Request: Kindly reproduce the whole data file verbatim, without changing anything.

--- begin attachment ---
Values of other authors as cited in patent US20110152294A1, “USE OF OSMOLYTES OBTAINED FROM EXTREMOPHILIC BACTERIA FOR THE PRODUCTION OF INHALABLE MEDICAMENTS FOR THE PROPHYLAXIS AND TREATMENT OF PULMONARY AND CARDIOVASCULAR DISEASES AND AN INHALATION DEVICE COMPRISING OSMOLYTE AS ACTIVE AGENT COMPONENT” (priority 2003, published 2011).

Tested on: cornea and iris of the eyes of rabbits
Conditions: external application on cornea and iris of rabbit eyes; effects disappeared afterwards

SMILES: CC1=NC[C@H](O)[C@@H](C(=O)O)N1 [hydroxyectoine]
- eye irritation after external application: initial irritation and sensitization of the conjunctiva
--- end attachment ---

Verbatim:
Values of other authors as cited in patent US20110152294A1, “USE OF OSMOLYTES OBTAINED FROM EXTREMOPHILIC BACTERIA FOR THE PRODUCTION OF INHALABLE MEDICAMENTS FOR THE PROPHYLAXIS AND TREATMENT OF PULMONARY AND CARDIOVASCULAR DISEASES AND AN INHALATION DEVICE COMPRISING OSMOLYTE AS ACTIVE AGENT COMPONENT” (priority 2003, published 2011).

Tested on: cornea and iris of the eyes of rabbits
Conditions: external application on cornea and iris of rabbit eyes; effects disappeared afterwards

SMILES: CC1=NC[C@H](O)[C@@H](C(=O)O)N1 [hydroxyectoine]
- eye irritation after external application: initial irritation and sensitization of the conjunctiva